I've wanted a place to share about my orchard for a long time now. I've been doing this since about 2003, and have picked up a lot of information by trial and error over the years. Perhaps it could be of use to someone else. I have over 50 trees on about a half acre of SRP irrigated land in a Phoenix inner-city neighborhood--citrus, figs, stonefruits, apples, pomegranates, persimmons, pecans. I'm not too good with the computer, so I'll just start now with a short post and see how this works out, while I invite you-all to "bear with me."
I'll start out by talking about my floor. I use a cover crop of New Zealand White Clover. I really like it. I experimented with lots of potential cover crops--vetch, red clover, crimsom clover, wildflowers, tepary beans. The New Zealand White won out (well, there's a lot of Mexican Evening Primrose in there too!). It suppresses weeds, adds nitrogen and organic matter to the soil, conserves water and controls mud. It also attracts bees and other pollinators. I'm grateful for my clover now, since this is the time of year when it goes into a temporary decline. It's over its spring bloom .and kind of dies back a bit until the monsoon comes through. But it is very vigorous and will soon be back!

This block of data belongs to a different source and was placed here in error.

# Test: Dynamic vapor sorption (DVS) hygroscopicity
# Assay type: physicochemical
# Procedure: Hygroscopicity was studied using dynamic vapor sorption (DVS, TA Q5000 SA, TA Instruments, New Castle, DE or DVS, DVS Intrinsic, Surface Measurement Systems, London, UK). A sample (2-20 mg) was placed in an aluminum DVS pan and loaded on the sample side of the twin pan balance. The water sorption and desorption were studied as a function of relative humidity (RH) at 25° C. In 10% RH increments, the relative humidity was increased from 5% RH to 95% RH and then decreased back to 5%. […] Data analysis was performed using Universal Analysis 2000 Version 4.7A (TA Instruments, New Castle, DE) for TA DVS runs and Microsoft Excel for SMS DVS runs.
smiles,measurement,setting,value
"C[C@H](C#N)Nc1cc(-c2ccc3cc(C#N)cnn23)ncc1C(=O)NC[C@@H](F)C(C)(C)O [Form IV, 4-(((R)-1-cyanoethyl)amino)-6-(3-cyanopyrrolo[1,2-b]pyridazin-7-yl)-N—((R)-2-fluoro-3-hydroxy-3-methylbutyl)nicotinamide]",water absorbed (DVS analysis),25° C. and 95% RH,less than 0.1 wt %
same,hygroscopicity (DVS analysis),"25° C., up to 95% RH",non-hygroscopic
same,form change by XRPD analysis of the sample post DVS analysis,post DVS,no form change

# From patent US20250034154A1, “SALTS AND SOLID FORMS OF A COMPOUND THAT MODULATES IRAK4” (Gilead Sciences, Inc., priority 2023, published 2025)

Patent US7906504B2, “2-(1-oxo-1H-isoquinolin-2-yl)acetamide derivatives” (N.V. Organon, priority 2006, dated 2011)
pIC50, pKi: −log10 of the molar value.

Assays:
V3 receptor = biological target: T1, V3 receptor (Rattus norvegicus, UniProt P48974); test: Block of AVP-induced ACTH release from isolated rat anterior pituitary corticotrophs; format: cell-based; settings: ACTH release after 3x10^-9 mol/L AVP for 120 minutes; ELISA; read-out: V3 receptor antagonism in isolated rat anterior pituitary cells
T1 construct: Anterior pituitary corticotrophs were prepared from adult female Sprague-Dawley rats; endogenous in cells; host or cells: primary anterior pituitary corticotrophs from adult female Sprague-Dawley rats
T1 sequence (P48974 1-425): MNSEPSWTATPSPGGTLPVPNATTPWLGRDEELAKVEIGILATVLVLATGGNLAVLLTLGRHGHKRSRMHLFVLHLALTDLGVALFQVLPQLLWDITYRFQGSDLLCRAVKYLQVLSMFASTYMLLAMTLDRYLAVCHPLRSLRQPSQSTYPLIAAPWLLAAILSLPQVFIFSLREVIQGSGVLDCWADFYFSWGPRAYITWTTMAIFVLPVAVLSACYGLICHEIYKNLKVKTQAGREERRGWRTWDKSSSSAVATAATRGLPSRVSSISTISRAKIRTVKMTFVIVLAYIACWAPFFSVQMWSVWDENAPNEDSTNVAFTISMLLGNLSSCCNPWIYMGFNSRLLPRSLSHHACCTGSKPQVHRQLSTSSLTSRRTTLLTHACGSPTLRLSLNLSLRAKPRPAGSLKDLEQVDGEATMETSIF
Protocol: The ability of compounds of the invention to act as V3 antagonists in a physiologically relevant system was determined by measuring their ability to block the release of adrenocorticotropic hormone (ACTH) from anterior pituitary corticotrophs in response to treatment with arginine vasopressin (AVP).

The downside to clover is that sometimes it keeps the soil too wet for some trees (such as young citrus). Clover's shallow roots will also compete with citrus roots and young figs. You've got to keep the clover pulled around these younger trees, but this isn't difficult.
It was very validating to me to pick up a book at the library about an organic market garden in Baja that serves the resorts in Cabo San Lucas. The guys who managed that effort also used New Zealand White Clover. I don't do too many vegetables at my orchard (other than asparagus) because I have to travel for work & can't keep up with vegetables. But when I've tried, the clover has a tendency to be invasive. I don't know how the guys in Baja handled that, except that, I suppose, they have more time and patience than I do.
Other hot topics for this time of year--early season fruit and bees. But I'll try to write about those later. 12Jun11